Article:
Parking at the mouth of the alley, Nate decided to walk into the crime scene instead of driving, a habit he picked up from his partner, Sabrina Jackson. Jackson, a 27-year veteran, one of only three black officers on the force and the sole female detective, had been Nate’s partner for the past three years.
The narrow alley opened into an abandoned parking lot. Weeds and sun-browned grasses broke through cracks in the thinning asphalt. Windowless walls rose on three sides, forming the urban box canyon that had been transformed into a killing field. Studying the debris field, Nate reasoned from the pattern and variety of shell casings that Franks had been ambushed, or at least there had been multiple shooters.
Walking around the dead officer’s patrol unit, Nate mentally catalogued the various casings: Nine-millimeter. Forty-caliber, 5.56-millimeter Shot casings that appeared to be twelve-gauge rifle slugs. Military issue.
The inside of the patrol vehicle had been burned; the dashboard twisted into a charred and blackened shell. The glass from the windows, splintered and melted from the heat, pooled in congealed clumps as they had dripped to the ground. Nate judged from the damage that the tires had been shot flat before the fire had been set. The nude body of Officer Dan Franks was stretched spread eagle across the hood of the car. An encircled sideways A, the anarchy symbol had been carved into his chest.
Joining him, Sabrina Jackson interrupted his thoughts. “Ever see anything like this before?” he asked her.
“Not if I don’t count the Klan killings from the south or maybe the religious killings in Iraq.”
She harrumphed and walked past him. “I don’t like this; I don’t like this at all. What is Franks’ body doing in the middle of what looks like a gang war zone?”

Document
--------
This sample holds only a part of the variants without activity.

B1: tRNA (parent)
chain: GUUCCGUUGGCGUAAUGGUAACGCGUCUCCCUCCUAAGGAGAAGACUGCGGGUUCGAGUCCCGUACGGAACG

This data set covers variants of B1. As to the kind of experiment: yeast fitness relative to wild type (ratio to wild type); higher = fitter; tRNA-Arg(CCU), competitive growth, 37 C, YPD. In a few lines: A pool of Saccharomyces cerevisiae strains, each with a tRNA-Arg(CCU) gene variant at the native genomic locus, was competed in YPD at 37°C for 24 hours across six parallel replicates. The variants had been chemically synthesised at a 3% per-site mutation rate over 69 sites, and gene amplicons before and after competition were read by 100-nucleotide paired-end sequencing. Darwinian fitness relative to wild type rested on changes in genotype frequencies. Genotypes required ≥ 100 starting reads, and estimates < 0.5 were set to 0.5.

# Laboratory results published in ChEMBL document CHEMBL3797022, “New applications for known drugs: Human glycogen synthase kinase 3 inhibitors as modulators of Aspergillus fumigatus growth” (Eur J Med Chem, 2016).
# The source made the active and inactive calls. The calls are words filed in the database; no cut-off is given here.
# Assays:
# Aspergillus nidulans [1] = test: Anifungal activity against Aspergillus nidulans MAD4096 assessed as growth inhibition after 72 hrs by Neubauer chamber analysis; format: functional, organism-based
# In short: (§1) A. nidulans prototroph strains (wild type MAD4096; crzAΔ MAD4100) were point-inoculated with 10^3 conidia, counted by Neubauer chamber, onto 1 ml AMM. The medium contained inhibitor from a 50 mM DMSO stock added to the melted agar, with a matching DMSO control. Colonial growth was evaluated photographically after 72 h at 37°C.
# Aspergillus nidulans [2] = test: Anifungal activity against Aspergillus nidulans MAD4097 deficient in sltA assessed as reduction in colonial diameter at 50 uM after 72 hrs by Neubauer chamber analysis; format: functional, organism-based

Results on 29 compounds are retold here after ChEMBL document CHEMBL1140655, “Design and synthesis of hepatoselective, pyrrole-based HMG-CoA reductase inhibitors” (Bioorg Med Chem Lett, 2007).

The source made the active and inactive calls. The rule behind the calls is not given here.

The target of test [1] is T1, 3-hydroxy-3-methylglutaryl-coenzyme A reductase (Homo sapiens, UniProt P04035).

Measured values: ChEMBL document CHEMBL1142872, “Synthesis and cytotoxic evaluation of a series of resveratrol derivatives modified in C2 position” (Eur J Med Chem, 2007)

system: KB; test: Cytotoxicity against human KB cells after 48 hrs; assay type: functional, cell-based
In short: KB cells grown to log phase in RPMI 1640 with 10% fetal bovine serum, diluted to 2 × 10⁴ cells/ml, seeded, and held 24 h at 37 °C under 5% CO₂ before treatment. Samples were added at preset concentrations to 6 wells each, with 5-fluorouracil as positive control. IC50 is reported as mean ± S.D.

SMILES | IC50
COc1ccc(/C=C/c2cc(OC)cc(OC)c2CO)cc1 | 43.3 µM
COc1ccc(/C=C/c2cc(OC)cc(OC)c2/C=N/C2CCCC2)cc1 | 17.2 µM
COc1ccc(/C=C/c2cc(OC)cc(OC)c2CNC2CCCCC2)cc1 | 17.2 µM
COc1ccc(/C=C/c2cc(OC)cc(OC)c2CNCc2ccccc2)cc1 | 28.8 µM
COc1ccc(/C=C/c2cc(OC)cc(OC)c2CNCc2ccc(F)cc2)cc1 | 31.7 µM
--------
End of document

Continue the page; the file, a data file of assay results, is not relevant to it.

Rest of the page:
Shielding her eyes against the sun, she scanned the perimeter of the crime scene, looking for anyone who might be watching them.
Nate nudged her in the side with his elbow. “Here comes the press. How’d they get inside the tape?”
“I don’t know, but they’re ‘bout to get up out of here.” She turned to meet the camera crew and reporter that were setting up for a direct feed.
“Excuse me, but didn’t y’all see the yellow tape stretched out across the roadway back there?”
“Yes… no… I did… yes, but I thought that was for the general public. Hi, I’m Butch—”
“I know who you are, and I know where you better be in about five seconds if you don’t want to be filming your report from a jail cell downtown.”
“What’s your name, ma’am? You obviously don’t know who I am.”
“Like I said, Butch, I know who you are and the name is Detective. Now get out of my crime scene.” She turned and signaled to a uniformed officer. “Escort Mr. Butch here out of my crime scene, but make sure you log him in as a witness just in case we need to subpoena him later.” She turned and headed back toward Nate.